Microinjection requires a large number of fertilized ~s due to the high mortality rate. Pronuclear visualization is necessary and requires significant ~ manipulation, including centrifugation, in many domestic animal species.
There are also ~nic stem cells, and these are derived from three and a half days in the mouse and about six- to eight-day ~s in people, and these are cells with even more potential than the adult cells, because an ~nic stem cell derived in the proper way can give rise to neural cells, ...
There are differences in the appearance of early vertebrate ~s. Amphibians rapidly form a ball of cells in early development. Birds, reptiles and mammals form a disk. The shape of the early ~ is a result of different yolk concentrations in the eggs.
Paired-box containing genes found in many species that are involved in regulation of early ~genesis. Pax genes code for (DNA binding) transcription factors. The paired box refers to a particular conserved DNA sequence that is shared by the different members of the Pax gene family.
~logy if you at the development of different kinds of creatures you can see changes as they grow and develop from the fertilized egg to the full juvenile offspring.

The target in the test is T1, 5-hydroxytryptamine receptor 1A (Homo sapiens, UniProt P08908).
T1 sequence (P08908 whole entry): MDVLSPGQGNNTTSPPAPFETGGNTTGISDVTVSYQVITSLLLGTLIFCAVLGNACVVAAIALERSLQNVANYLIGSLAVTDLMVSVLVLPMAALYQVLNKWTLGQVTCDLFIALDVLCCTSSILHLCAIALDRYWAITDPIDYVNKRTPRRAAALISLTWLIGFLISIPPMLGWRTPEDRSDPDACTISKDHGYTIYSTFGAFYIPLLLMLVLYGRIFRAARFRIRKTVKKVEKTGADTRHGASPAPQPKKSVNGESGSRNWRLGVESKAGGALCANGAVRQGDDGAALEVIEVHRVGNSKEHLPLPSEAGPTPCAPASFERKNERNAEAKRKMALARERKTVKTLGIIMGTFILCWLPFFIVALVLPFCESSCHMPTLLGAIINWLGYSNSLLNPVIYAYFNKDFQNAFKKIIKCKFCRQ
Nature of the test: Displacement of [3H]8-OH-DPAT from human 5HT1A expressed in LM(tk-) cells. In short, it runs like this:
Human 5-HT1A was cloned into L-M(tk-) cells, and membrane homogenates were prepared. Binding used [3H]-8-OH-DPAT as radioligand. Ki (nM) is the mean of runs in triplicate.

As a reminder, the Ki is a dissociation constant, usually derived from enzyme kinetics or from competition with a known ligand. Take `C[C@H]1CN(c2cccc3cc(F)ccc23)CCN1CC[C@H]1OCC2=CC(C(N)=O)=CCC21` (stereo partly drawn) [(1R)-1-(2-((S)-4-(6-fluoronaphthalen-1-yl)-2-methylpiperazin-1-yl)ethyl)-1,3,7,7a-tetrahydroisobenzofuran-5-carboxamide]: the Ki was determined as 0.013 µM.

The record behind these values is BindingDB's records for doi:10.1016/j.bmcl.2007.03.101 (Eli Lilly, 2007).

The female gametophyte is the ~ sac and forms in the following way.
The megaspore mother cell undergoes meiosis to form 4 haploid (N) megaspores.
One of the 4 will continue to develop, while the other 3 dissolve.
The most widely known source of stem cells is human/animal ~s, prompting controversy over stem cell research based on bioethics and the view that life begins at conception.
Illustrated in Figure 2 is a fluorescence digital image of a Swiss mouse ~ fibroblast cell stained with fluorescent probes targeting the nucleus (blue), mitochondria network (red), Golgi complex (green) and nucleoli (magenta) to demonstrate the proximity of these structures.
The seeds have an ~, and stored food in the form of starch, proteins and oils enclosed in it.
Most of the seeds are very dry and need water for its growth.
The uptake of water by the seeds is known as ?imbibition?.
All the cellular metabolic process occurring in the seed requires water.
The procedure by which one makes a transgenic mouse involves the injection of DNA into a fertilized ~ at the pro-nuclear stage. The DNA is generally cloned, and may be experimentally altered. It will become incorporated into the genome of the ~.